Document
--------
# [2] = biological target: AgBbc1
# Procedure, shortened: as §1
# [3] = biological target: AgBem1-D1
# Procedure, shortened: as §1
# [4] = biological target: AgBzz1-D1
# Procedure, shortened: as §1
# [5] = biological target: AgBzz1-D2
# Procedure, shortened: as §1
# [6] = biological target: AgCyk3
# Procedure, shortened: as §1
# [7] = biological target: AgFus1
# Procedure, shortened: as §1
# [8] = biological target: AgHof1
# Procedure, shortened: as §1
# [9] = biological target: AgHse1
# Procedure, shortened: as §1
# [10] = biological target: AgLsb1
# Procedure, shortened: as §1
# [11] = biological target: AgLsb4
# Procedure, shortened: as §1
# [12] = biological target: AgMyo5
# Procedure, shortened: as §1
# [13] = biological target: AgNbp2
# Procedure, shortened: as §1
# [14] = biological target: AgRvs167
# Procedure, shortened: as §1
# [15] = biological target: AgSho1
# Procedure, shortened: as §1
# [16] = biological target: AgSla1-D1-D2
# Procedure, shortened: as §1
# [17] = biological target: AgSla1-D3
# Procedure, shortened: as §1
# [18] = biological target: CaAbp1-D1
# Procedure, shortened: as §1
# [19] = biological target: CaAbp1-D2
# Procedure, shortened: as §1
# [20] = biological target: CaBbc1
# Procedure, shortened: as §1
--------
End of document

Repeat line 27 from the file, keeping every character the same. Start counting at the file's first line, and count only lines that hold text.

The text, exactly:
# [15] = biological target: AgSho1